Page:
UBC Faculty Research and Publications

Y-branch optical modulator. Jaeger, Nicolas A. F.; Lai, Winnie C. 1991

Your browser doesn't seem to have a PDF viewer, please download the PDF to view this item.

Item Metadata


52383-Jaeger_SPIE_1583_202.pdf [ 498.12kB ]
JSON: 52383-1.0107534.json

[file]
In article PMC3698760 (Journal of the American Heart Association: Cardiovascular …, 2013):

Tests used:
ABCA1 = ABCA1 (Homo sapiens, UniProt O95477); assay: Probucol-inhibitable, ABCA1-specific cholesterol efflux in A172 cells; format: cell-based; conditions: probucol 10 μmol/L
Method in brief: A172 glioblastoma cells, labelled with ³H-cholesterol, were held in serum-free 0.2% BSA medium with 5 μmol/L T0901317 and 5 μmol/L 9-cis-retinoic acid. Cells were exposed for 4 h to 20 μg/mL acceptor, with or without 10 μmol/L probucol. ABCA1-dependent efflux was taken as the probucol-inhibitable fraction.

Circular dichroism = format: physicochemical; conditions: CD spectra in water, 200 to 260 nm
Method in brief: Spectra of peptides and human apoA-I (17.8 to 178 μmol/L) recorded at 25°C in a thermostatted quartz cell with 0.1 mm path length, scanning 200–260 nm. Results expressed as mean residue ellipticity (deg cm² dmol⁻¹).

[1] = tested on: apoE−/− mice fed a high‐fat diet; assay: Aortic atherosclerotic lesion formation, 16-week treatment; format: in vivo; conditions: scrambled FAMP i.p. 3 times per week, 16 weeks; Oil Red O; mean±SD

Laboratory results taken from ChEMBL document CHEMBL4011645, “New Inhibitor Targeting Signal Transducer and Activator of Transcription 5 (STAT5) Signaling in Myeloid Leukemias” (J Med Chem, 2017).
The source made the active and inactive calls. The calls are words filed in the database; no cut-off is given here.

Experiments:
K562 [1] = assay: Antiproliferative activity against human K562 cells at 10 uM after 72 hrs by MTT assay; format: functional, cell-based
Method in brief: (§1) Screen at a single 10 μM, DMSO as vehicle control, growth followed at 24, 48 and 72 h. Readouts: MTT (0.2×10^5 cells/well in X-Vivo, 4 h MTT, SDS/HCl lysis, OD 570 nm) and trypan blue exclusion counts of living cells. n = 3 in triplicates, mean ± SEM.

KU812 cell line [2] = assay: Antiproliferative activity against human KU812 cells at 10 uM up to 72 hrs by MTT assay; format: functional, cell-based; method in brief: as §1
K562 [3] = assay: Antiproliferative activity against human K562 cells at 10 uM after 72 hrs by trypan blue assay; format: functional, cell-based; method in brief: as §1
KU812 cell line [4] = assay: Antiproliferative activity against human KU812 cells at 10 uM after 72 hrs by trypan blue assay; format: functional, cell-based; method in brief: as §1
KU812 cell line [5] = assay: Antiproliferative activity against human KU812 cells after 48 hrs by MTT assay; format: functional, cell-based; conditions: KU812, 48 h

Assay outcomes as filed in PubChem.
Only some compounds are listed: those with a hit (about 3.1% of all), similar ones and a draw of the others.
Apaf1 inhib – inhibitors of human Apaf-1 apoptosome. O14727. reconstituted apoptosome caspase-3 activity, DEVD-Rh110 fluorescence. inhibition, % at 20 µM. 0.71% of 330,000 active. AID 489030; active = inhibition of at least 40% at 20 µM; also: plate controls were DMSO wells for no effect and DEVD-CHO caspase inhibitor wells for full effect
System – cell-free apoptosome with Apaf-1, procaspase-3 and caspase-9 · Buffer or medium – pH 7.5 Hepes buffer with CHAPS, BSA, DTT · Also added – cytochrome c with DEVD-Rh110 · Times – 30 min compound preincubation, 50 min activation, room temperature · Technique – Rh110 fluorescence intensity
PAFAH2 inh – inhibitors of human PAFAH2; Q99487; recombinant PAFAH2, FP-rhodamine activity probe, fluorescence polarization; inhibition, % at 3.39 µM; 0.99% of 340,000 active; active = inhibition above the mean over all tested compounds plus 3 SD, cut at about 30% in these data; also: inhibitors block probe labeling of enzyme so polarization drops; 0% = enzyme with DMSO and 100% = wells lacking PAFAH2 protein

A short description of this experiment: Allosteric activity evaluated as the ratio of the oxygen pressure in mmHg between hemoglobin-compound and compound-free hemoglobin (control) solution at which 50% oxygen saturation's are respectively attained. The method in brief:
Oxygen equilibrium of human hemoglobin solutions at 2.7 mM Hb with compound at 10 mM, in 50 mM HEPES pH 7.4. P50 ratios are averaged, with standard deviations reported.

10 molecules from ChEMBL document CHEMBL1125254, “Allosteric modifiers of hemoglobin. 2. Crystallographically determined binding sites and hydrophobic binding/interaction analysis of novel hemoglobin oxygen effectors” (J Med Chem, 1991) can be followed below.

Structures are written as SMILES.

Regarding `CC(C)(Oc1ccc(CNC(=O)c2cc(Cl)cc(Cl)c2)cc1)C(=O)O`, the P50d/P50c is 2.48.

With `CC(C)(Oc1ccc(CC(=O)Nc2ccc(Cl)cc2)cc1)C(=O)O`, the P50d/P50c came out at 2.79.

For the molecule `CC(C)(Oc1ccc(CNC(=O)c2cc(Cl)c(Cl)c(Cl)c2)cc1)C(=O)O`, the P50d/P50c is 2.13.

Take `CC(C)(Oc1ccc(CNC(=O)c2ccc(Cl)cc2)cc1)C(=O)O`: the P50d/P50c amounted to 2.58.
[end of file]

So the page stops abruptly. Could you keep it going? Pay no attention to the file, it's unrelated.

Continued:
JSON-LD: 52383-1.0107534-ld.json
RDF/XML (Pretty): 52383-1.0107534-rdf.xml
RDF/JSON: 52383-1.0107534-rdf.json
Turtle: 52383-1.0107534-turtle.txt
N-Triples: 52383-1.0107534-rdf-ntriples.txt
Original Record: 52383-1.0107534-source.json
Full Text

Full Text